Key Agency Terminology You Should Know

11th Apr 2024

Key Agency Terminology You Should Know

There are so many terms used within the marketing, web and creative industries and it can be hard to keep up! We’ve listed out the useful and important terms used in agencies so that you can never fall behind on your agency jargon.


B2B (Business To Business): Refers to marketing services between businesses. Rather than marketing that’s targeted towards consumers, it's aimed at other businesses. 


B2C (Business To Consumer): Refers to marketing coming from a business, targeted towards consumers. 

Conversion: Refers to the process of turning leads or prospects into paying customers. It can also refer to specific actions taken by users on a website or app, such as signing up for a newsletter, making a purchase, or completing a form.


CRM (Customer Relationship Management): Refers to practices, strategies, and technologies used by businesses to manage and analyse customer interactions and data throughout the customer lifecycle, with the goal of improving customer retention and satisfaction.


KPI (Key Performance Indicator): A quantifiable metric used to evaluate the success or performance of an organisation, department, or specific activity, typically aligned with strategic goals and objectives.


ROI (Return On Investment): A measure used to evaluate the profitability of an investment. This is calculated by dividing the net profit (generated by the investment) by the cost of the investment. The result is shown as a percentage or ratio.


RFP (Request for Proposal): An RFP is a formal document issued by an organisation seeking bids from potential vendors or service providers for a project or initiative. It outlines the requirements, scope of work, and evaluation criteria, allowing vendors to submit proposals detailing how they would meet the organisation's needs.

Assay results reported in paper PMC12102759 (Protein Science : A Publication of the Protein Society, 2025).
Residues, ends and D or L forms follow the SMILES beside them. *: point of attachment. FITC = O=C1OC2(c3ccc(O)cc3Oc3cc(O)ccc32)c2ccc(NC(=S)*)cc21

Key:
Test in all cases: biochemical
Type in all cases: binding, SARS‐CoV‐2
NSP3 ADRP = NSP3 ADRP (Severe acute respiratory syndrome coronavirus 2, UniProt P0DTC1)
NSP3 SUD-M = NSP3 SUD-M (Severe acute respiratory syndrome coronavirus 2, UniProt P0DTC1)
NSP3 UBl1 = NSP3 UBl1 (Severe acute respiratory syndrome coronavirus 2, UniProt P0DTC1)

YOY (Year on Year): YOY is a comparison metric used in marketing to evaluate the performance of a metric or variable over the course of a year relative to the same period in the previous year. It helps assess growth or decline over time.


Coffee and ipad with data



A/B Testing: A method used to compare two versions (A and B) of a webpage or marketing element to determine which one performs better in terms of a desired outcome, such as conversion rate or click-through rate.


CRO (Conversion Rate Optimisation): The process of improving the percentage of website visitors who take a desired action, such as making a purchase or signing up for a newsletter, by optimising elements of the website or marketing campaign.


Crawlability: How well search engine crawlers can read and follow links in your website's content.


CTA (Call To Action): A prompt or instruction designed to elicit an immediate response or action from the audience, such as "Sign up now" or "Shop our sale today".


CTR (Click Through Rate): A metric used to measure the effectiveness of an online advertising campaign, calculated by dividing the number of clicks on an ad by the number of times it was shown (impressions), expressed as a percentage.